News Flash: Acrylamide Still Not Harmful — A National Institutes of Health panel declared last week that acrylamide — that mysterious chemical compound that reinvigorated the Center for Science in the Public Interest’s campaign against French fries and potato chips — is still not a health hazard. Now that the initial acrylamide cancer scare has died down, researchers are considering whether the chemical, found in starchy foods cooked at high temperatures, might cause reproductive and developmental harm in humans. The verdict? “Considering the low level of estimated human exposure derived from a variety of sources, the Expert Panel expressed negligible concern.” Which is about what we expected. The only surprise came when panelists recommended against further study of acrylamide’s supposedly harmful effects. One toxicologist on the panel told a Reuters reporter: “We don’t recommend doing those studies because we know the doses are so low that you’re just going to spend a lot of money with no results.”

Fat Profits, Skinny Science
“What I find scary is the multibillion dollar diet industry,” writes a professional medical researcher in today’s Eugene, Oregon Register-Guard. “The diet industry feeds off inaccurate ideas about correlations between fat and health … [C]orrelations between being fat and diseases are, at best, contradictory and confusing.” Another obesity expert, author Paul Campos, agrees: “In almost all large-scale epidemiological studies, little or no correlation between weight and health can be found for a large majority of the population — and indeed what correlation does exist suggests that it is more dangerous to be just a few pounds “underweight” than dozens of pounds ‘overweight’.” And Campos reminds readers that fast-food consumption isn’t the demon food cops make it out to be. “The heaviest consumers of fast food in this country,” he adds, “are single men in their 20s who weigh less than the average American.”

Buy Organic. Drive a Solar-Powered Skateboard. Kill Your Television
Celebrity chef Peter Hoffman is a man with a decidedly sour outlook. As chair of the organic-food-promoting Chefs Collaborative, Hoffman carps about food technology and blames a wide range of societal ills on the fact that agriculture has kept pace with the world’s population. At one memorable press conference held to complain about genetically modified food, Hoffman even took aim at the Nobel Prize-winning “Green Revolution,” which some estimate saved over 1 billion lives in the Third World. “We don’t need it now,” he barked in 2000. “We didn’t need it then.” In 2004, though, Hoffman is teetering precipitously close to the proverbial deep end. Newsday columnist Sylvia Carter reports that Hoffman “suggested at a recent conference on sustainably raised beef that if we ate really good, satisfying food, we would not need as many electronic gadgets and fancy cars.” The notion that our 21st-Century souls might be satisfied by organic food alone is quaint, but misleading: We’re willing to bet that the kitchen in Hoffman’s own restaurant has plenty of high-tech gadgets and expensive toys. But his theory does explain why so many organic-only food activists drive Yugos.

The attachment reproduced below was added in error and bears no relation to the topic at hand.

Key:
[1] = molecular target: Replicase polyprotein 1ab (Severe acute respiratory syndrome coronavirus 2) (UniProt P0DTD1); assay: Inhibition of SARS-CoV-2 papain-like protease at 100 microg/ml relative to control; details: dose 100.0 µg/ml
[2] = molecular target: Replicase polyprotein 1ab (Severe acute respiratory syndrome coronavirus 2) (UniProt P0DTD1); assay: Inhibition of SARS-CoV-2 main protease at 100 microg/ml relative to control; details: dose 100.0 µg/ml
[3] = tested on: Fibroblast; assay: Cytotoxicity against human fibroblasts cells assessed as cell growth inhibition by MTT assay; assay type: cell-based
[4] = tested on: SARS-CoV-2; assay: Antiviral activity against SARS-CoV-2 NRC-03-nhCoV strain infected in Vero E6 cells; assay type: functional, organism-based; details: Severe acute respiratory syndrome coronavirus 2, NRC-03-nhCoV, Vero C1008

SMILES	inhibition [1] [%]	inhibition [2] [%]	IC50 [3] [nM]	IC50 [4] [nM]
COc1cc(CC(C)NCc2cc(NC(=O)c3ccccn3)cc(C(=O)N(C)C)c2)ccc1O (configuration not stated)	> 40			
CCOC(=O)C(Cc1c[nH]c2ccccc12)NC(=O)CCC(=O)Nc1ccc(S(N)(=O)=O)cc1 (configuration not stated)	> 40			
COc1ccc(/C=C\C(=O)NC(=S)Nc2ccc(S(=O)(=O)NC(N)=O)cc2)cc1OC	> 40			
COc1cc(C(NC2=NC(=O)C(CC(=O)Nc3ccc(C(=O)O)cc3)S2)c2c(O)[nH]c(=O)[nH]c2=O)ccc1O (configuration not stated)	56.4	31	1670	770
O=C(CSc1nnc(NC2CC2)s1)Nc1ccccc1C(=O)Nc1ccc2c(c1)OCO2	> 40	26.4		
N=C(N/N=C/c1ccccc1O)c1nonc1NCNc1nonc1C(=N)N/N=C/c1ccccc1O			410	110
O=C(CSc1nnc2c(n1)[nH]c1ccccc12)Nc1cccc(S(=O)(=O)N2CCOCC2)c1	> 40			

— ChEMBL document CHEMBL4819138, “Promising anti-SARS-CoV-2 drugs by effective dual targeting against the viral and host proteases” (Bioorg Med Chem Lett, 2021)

What We Really Need Is A CSPI Substitute
The CSPI made its reputation rabidly fighting against fatty foods in the name of public health. So why would CSPI call the approval of fat-free Olestra for use in snack foods “unwelcome news”? Chief CSPI food cop Michael Jacobson whines that FDA approval of the fat-substitute for use in microwave popcorn means that it “is going to be used more widely.” This despite the millions of saturated fat grams that won’t be digested by popcorn-loving Americans as a result. Perhaps CSPI’s seemingly inconsistent anti-Olestra position was influenced by the $40,000 in grants it accepted during 1998 and 1999 from the Helena Rubenstein Foundation for “public education on [the] health effects of olestra.”

Cue the “Jaws” Theme Music …
Health scares about fish are making their way downstream, as the New York Times notes: “[D]ozens of foods and activities and some procedures, whether their danger is overblown or not, are now believed by some pregnant women to be threatening to fetal health.” No surprise. Expectant mothers should avoid being reeled in by anti-fish attack ads from animal rights groups like the Physicians Committee for Responsible Medicine, and bogus mercury-in-seafood studies promoted by the Environmental Working Group. Good science suggests that food-scare activists should turn off the rhetoric and eat their fish. One recent study even encouraged pregnant women to eat more fish to avert depression. And the Food and Drug Administration reminds expectant mothers that fish “is a good source of high quality protein and other nutrients and is low in fat.”